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The End of Loneliness

A Novel
Narrated by: Will Damron
Length: 8 hrs and 28 mins
4 out of 5 stars (18 ratings)

Regular price: $24.50

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Publisher's Summary

From internationally best-selling author Benedict Wells, a sweeping novel of love and loss and of the lives we never get to live.

"[D]azzling storytelling...The End of Loneliness is both affecting and accomplished - and eternal." (John Irving)

Jules Moreau’s childhood is shattered after the sudden death of his parents. Enrolled in boarding school where he and his siblings, Marty and Liz, are forced to live apart, the once vivacious and fearless Jules retreats inward, preferring to live within his memories - until he meets Alva, a kindred soul caught in her own grief. Fifteen years pass, and the siblings remain strangers to one another, bound by tragedy and struggling to recover the family they once were. Jules, still adrift, is anchored only by his desires to be a writer and to reunite with Alva, who turned her back on their friendship on the precipice of it becoming more. But, just as it seems they can make amends for time wasted, invisible forces - whether fate or chance - intervene.              

A kaleidoscopic family saga told through the fractured lives of the three Moreau siblings, alongside a faltering, recovering love story, The End of Loneliness is a stunning meditation on the power of our memories, of what can be lost and what can never be let go. With inimitable compassion and luminous, affecting prose, Benedict Wells contends with what it means to find a way through life, while never giving up hope you will find someone to go with you. 

©2018 Benedict Wells (P)2019 Penguin Audio

Critic Reviews

“Like John Boyne, Wally Lamb or John Irving, Benedict Wells has conjured a fictional world - at once epic and intimate, full of uncanny occurrences, inescapable fates, love lost and found and lost again - that quickly becomes more vivid to the reader than the real world that exists beyond its covers. Even a great book might not actually put an end to loneliness, but I can’t imagine a better salve for solitude than a novel like this, a book with the empathy, bravery, and vision to venture straight into the turbulent, vivid, interior landscapes of memory in order to reveal to us our own innermost selves.” (Stefan Merrill Block, author of Oliver Loving and The Story of Forgetting)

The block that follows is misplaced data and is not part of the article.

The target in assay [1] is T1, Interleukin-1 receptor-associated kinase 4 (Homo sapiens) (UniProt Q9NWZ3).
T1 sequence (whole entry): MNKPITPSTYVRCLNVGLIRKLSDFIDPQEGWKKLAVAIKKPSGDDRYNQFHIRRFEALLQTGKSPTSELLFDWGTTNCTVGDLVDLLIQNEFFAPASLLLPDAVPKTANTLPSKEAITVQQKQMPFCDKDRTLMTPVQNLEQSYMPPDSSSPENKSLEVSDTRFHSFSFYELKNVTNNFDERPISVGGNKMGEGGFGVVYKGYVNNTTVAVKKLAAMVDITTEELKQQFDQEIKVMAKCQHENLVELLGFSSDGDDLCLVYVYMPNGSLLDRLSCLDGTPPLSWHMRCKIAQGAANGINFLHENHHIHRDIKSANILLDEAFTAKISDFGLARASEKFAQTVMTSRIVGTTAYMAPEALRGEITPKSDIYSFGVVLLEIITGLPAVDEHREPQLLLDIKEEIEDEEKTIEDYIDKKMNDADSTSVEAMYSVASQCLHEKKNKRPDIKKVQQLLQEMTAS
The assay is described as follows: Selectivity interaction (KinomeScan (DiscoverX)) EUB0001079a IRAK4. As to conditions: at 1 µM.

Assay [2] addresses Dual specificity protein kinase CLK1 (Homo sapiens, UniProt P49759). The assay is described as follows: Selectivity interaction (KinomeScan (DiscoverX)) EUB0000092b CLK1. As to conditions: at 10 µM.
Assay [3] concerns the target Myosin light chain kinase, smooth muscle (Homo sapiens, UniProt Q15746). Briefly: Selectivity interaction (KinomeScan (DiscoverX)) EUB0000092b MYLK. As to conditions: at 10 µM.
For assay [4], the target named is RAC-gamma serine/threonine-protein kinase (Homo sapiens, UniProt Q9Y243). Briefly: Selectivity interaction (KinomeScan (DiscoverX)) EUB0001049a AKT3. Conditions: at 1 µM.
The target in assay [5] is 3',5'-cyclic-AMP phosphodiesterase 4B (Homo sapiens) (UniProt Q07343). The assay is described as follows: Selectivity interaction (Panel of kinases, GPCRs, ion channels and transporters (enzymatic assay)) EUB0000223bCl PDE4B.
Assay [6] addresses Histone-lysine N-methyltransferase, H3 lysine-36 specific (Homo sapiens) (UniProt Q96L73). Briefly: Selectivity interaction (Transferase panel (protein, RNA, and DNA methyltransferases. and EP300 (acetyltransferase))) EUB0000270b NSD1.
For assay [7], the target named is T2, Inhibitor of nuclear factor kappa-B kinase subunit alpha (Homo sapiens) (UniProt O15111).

“Touching and timeless, [The End of Loneliness] is expertly and evocatively rendered, in prose both beautiful and sparse enough to cut clearly to the question at the novel’s heart: how one copes with loss that isn’t - or doesn’t have to be - permanent.” (Publishers Weekly)

“A life-affirming work.” (Vogue)

“A love story and a life story, this rich and well-translated domestic drama acknowledges that some bonds are truly immutable in the face of, or perhaps because of, tragedy and that our memories and the stories we make of them, though they may change, are as real as anything.” (Booklist, starred review)

What members say

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  • Overall
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  • TJ
  • NYC
  • 03-10-19

A pretty good read.

I was fooled by the black and white cover thinking this book would be more “artistic” than it was. It was okay but I don’t really understand how the title relates to the story. All relationships can end resulting in loneliness. I just didn’t get it.

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Bravo!

Outstanding narration of this thought provoking, exciting book! This is a must listen experience, the story was so detailed that I could see every character and imagine each scene.
I was disappointed to hear it come to an end.

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Introspective

Something to listen to when you're in the mood to contemplate life, family and relationships. I'm not sure what the author was aiming for, but there were some "nuggets" of life lessons in this rather disparate story.